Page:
To the planet saver, the benefits of carbon credits, biomass reduction and climate change reversal make biochar a no-brainer. To the plant manager, plant chemist, plant engineer, process manager, and financial controllers, these benefits must outweigh the changes in staffing, production, costs, process and quality control that the new technology might bring.

Many green technologies look good on paper when the government offers low interest rates, tax breaks and carbon credits, but when analyzed without these things paint a completely different picture. I call it trying to win a big pot with small chips. If biochar is to find great success, it must offer benefits on the plant floor that are solidly long term. For these reasons, the scientists and engineers at the helm of keeping a plant operating will require a lot more than idealistic save-the-planet sing-alongs to embrace biochar.

Flop Factor #3 – Real World Scientists Are Driven By The Laws Of Science and Common Sense

I have spent 30 years of my life designing water purification systems and technology. Very often that technology has been aimed at recovering precious resources. If one has never worked in industry, never designed chemical processes, if one is not driven first by scientific law, instead of by study and data, then it will be next to impossible to ever create technology that has a lasting impact.

The zealot, the green advocate thinks that they are the first to have stumbled upon reuse/recycle/ and environmental responsibility. The reality, however, is that our manufacturing plants and water technology providers have long ago embraced these principles.

With regards to climate change, The zealot, the data driven rube, (the simpleton), seeks to capture and sequester CO2. To the contrary, the man of science thinks to himself, (as I mentioned earlier), “carbon is the building block of life. It is the key ingredient in virtually every manufactured substance of modern civilization”.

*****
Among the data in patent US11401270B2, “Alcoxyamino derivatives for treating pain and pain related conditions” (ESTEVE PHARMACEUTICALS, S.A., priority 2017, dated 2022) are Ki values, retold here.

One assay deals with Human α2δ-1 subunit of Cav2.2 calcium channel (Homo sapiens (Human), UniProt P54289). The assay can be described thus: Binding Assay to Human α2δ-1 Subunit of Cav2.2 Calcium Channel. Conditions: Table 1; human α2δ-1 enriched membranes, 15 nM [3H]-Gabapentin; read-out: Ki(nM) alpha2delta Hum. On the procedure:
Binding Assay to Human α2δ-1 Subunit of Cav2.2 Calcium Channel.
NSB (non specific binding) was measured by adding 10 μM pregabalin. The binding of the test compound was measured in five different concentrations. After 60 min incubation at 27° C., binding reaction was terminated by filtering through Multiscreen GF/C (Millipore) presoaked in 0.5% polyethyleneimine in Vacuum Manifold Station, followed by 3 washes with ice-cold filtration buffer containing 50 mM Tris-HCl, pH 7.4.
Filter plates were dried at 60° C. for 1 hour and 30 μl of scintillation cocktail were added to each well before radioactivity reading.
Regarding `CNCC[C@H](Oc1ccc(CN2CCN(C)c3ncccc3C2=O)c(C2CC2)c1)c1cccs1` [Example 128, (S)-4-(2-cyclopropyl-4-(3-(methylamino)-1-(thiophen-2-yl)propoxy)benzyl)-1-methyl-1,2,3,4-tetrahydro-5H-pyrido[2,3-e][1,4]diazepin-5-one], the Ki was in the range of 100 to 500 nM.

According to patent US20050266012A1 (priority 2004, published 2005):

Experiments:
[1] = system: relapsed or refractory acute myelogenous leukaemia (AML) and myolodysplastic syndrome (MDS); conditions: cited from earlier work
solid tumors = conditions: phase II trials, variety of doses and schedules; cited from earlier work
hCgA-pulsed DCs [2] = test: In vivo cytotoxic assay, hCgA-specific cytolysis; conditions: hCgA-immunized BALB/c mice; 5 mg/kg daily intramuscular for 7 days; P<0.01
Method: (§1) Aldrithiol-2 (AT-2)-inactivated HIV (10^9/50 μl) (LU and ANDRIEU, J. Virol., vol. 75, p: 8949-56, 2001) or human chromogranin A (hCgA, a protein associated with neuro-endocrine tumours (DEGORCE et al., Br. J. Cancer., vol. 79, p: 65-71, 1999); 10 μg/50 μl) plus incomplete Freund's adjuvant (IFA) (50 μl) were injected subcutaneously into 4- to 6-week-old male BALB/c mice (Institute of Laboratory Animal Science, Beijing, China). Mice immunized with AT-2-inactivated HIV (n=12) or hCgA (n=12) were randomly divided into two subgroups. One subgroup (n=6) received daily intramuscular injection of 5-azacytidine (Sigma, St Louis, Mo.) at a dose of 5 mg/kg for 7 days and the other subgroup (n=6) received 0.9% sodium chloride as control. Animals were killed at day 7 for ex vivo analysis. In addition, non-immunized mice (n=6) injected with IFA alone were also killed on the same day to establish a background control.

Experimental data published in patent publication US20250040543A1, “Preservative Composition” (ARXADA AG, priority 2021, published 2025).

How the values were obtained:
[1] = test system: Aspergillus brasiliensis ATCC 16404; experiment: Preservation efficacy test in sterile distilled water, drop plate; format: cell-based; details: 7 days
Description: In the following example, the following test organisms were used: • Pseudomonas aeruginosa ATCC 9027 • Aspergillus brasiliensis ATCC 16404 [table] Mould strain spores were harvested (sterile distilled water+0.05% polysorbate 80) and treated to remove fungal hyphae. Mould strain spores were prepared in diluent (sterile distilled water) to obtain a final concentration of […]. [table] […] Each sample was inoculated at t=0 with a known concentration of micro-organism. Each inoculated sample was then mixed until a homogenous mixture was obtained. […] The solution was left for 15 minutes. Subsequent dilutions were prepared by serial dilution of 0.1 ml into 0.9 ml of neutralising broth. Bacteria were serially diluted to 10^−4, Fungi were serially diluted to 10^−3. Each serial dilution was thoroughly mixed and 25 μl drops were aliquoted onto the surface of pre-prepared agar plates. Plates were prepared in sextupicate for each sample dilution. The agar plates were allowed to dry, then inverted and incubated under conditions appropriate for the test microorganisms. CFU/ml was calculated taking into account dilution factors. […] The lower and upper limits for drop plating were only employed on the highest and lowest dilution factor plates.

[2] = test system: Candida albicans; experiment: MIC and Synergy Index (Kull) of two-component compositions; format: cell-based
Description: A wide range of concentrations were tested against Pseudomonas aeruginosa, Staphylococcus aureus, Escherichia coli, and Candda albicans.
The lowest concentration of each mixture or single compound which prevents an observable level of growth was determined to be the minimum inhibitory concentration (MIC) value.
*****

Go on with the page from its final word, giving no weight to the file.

With that knowledge, why in the name of Avogadro would one want to sequester and remove this material from the environment? Carbon has value to man. Accordingly, the true scientist, the one who develop processes to capture and recycle precious materials like copper, gold and rhodium, view the excess of carbon in the atmosphere as an abundant, never-ending source of the very building blocks of life and civilization. Make no mistake, CO2 in the atmosphere is a blessing.


To my last point, A Georgia Tech researcher named Hakhyeon Song and his team have developed a technology that grabs CO2 from the air and converts it to Carbon Monoxide (CO). The thunder here is that the CO produced by this process can easily be converted into a wide variety of life sustaining chemistry such as plastics, ethylene, and theoretically, jet fuel.

It is important to remember that the fundamental components of organic chemistry are Carbon, Hydrogen, and Oxygen. What manner of scientist thinks that sequestering a life sustaining element (carbon) is a good idea? As you read the story linked below, also take note that just as my initial interest with doctor Lin was largely in the catalytic properties of his invention, so too is the aforementioned carbon recovery process catalytic in nature.

Read About CO2 Recycling Here

So where does all this leave us with our assessment of biochar. With all the trade shows, media articles and commercial interest given to biochar, I imagine that as a soil amendment it will find a niche. As a solution to global CO2 challenges? I think that flame has already started to flicker.

Tommy V
Tommy V